White wines often exhibit higher acidity than red wines. When white wine is cool, the acidity is perceived as better balanced and the wine appears fresher and crisper overall. Warmer temperatures can accentuate the acidity in white wine and make the wine appear sour or flat. So drinking temperature is a good way to get at the essence of a wine. Cooler temperatures make tannins (if present) less noticeable in white wines, resulting in a smoother texture and a pleasant mouthfeel. Warmer temperatures can increase the perception of tannins and, at worst, make the wine seem astringent. The fact that white wine is often perceived as more refreshing and lighter than red wine is definitely related to acid balance, with cooler drinking temperatures emphasizing the refreshing character. Cool a simple red wine and a white wine to 10°C and taste them both blind from black glasses. It is not so easy to find out the difference between white and red wine blindly. But good. Basically, light, fresh white wines, like Sauvignon Blanc or Pinot Grigio, are usually enjoyed well chilled at a temperature between 8°C and 12°C. This lower temperature helps to accentuate the wine's fruity aromas and acidity. For fuller-bodied white wines such as Chardonnay or Viognier, a slightly higher drinking temperature between 10°C and 14°C may be appropriate. This allows the more complex flavors and structure of the wine to develop more fully. Sweet dessert wines are often served slightly chilled at around 6°C to 10°C. The cooler temperature helps to balance the sweetness of the wine and keep its flavors tight.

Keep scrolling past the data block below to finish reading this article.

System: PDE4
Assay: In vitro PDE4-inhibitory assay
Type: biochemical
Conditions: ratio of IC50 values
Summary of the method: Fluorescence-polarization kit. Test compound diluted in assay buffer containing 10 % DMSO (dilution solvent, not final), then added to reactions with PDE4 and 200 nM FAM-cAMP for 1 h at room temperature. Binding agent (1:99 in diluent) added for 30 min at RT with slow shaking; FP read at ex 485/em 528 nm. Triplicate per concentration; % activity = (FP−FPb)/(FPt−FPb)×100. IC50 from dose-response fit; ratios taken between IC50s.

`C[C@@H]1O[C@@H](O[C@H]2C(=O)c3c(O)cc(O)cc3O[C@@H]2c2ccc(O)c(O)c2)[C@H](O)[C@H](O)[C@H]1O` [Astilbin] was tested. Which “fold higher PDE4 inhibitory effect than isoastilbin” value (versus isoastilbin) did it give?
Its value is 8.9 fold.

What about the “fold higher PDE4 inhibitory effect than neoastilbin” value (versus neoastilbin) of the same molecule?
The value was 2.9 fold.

Well known white wines from Italy
Italy is known for its diverse wine production and offers a wide range of white wines from different regions of the country. Here, some famous white wines from Italy:
Pinot Grigio: A popular and widespread white wine grown mainly in northern Italy, particularly in the regions of Alto Adige, Trentino and Friuli Venezia Giulia. It is known for its fresh acidity, light body and aromas of citrus and green apples.
Vermentino: A grape variety grown mainly in Tuscany, Sardinia and Liguria. Vermentino wines are characterized by a lively acidity, fresh aromas of citrus, exotic fruits and herbs.
Roero Arneis: A white wine from Piedmont, made from the Arneis grape. Roero Arneis wines are known for their refreshing acidity, distinct minerality and aromas of green apples, peaches and flowers. They often also have subtle nutty or herbaceous notes, as well as a slight bitterness on the finish that adds to their complexity.
Soave: A white wine from the Veneto region made from the Garganega grape. Soave wines are characterized by a pleasant acidity, light to medium body and aromas of pears, peaches and almonds.
Vernaccia di San Gimignano: A white wine from Tuscany made from the Vernaccia grape. Vernaccia wines have a fresh acidity, a delicate bitter note and aromas of citrus, flowers and almonds.
Trebbiano: A widely planted grape variety throughout Italy that produces a variety of wine styles. Trebbiano wines can be fresh and light as well as longer aged and more complex with aromas of citrus, apples and herbs.